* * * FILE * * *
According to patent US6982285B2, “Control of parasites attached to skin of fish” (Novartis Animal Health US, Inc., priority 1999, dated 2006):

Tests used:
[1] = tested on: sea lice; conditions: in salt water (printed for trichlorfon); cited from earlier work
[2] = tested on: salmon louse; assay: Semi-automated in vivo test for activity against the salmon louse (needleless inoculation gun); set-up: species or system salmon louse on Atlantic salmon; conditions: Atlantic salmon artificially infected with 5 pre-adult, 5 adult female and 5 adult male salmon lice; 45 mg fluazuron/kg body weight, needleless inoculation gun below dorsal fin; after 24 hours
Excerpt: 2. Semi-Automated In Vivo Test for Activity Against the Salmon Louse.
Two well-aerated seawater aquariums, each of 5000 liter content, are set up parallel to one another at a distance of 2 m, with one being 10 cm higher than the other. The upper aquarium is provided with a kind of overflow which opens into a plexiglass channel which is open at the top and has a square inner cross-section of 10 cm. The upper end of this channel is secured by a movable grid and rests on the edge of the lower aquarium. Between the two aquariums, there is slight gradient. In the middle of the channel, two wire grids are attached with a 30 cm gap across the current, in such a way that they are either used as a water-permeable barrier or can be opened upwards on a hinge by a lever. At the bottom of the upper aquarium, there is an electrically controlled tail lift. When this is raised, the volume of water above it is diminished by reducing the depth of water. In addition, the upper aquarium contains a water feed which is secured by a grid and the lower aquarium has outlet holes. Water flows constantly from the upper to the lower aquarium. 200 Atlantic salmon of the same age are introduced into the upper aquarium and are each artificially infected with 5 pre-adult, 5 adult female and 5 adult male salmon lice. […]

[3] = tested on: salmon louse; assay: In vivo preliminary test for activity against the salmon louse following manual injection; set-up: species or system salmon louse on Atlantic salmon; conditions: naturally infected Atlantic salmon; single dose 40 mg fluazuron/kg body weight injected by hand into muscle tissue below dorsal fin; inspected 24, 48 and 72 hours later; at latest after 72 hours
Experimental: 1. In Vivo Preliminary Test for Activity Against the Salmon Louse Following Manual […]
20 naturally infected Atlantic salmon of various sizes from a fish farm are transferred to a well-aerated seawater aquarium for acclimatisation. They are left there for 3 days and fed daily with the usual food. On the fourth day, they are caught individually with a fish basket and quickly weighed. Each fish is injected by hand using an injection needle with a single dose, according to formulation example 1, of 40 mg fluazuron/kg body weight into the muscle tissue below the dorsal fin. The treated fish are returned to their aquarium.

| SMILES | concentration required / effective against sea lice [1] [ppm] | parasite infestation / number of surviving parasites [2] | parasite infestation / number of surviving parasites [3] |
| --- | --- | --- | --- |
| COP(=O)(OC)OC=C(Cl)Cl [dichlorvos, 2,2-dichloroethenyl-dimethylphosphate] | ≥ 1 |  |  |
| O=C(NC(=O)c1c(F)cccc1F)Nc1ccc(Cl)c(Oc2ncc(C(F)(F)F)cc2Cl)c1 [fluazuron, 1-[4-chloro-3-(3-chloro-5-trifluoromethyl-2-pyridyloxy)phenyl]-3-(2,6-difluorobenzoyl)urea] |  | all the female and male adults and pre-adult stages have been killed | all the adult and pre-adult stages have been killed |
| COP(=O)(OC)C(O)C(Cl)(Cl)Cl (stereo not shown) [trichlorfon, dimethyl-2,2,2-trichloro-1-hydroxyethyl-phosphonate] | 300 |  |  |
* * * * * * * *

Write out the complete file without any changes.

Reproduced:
According to patent US6982285B2, “Control of parasites attached to skin of fish” (Novartis Animal Health US, Inc., priority 1999, dated 2006):

Tests used:
[1] = tested on: sea lice; conditions: in salt water (printed for trichlorfon); cited from earlier work
[2] = tested on: salmon louse; assay: Semi-automated in vivo test for activity against the salmon louse (needleless inoculation gun); set-up: species or system salmon louse on Atlantic salmon; conditions: Atlantic salmon artificially infected with 5 pre-adult, 5 adult female and 5 adult male salmon lice; 45 mg fluazuron/kg body weight, needleless inoculation gun below dorsal fin; after 24 hours
Excerpt: 2. Semi-Automated In Vivo Test for Activity Against the Salmon Louse.
Two well-aerated seawater aquariums, each of 5000 liter content, are set up parallel to one another at a distance of 2 m, with one being 10 cm higher than the other. The upper aquarium is provided with a kind of overflow which opens into a plexiglass channel which is open at the top and has a square inner cross-section of 10 cm. The upper end of this channel is secured by a movable grid and rests on the edge of the lower aquarium. Between the two aquariums, there is slight gradient. In the middle of the channel, two wire grids are attached with a 30 cm gap across the current, in such a way that they are either used as a water-permeable barrier or can be opened upwards on a hinge by a lever. At the bottom of the upper aquarium, there is an electrically controlled tail lift. When this is raised, the volume of water above it is diminished by reducing the depth of water. In addition, the upper aquarium contains a water feed which is secured by a grid and the lower aquarium has outlet holes. Water flows constantly from the upper to the lower aquarium. 200 Atlantic salmon of the same age are introduced into the upper aquarium and are each artificially infected with 5 pre-adult, 5 adult female and 5 adult male salmon lice. […]

[3] = tested on: salmon louse; assay: In vivo preliminary test for activity against the salmon louse following manual injection; set-up: species or system salmon louse on Atlantic salmon; conditions: naturally infected Atlantic salmon; single dose 40 mg fluazuron/kg body weight injected by hand into muscle tissue below dorsal fin; inspected 24, 48 and 72 hours later; at latest after 72 hours
Experimental: 1. In Vivo Preliminary Test for Activity Against the Salmon Louse Following Manual […]
20 naturally infected Atlantic salmon of various sizes from a fish farm are transferred to a well-aerated seawater aquarium for acclimatisation. They are left there for 3 days and fed daily with the usual food. On the fourth day, they are caught individually with a fish basket and quickly weighed. Each fish is injected by hand using an injection needle with a single dose, according to formulation example 1, of 40 mg fluazuron/kg body weight into the muscle tissue below the dorsal fin. The treated fish are returned to their aquarium.

| SMILES | concentration required / effective against sea lice [1] [ppm] | parasite infestation / number of surviving parasites [2] | parasite infestation / number of surviving parasites [3] |
| --- | --- | --- | --- |
| COP(=O)(OC)OC=C(Cl)Cl [dichlorvos, 2,2-dichloroethenyl-dimethylphosphate] | ≥ 1 |  |  |
| O=C(NC(=O)c1c(F)cccc1F)Nc1ccc(Cl)c(Oc2ncc(C(F)(F)F)cc2Cl)c1 [fluazuron, 1-[4-chloro-3-(3-chloro-5-trifluoromethyl-2-pyridyloxy)phenyl]-3-(2,6-difluorobenzoyl)urea] |  | all the female and male adults and pre-adult stages have been killed | all the adult and pre-adult stages have been killed |
| COP(=O)(OC)C(O)C(Cl)(Cl)Cl (stereo not shown) [trichlorfon, dimethyl-2,2,2-trichloro-1-hydroxyethyl-phosphonate] | 300 |  |  |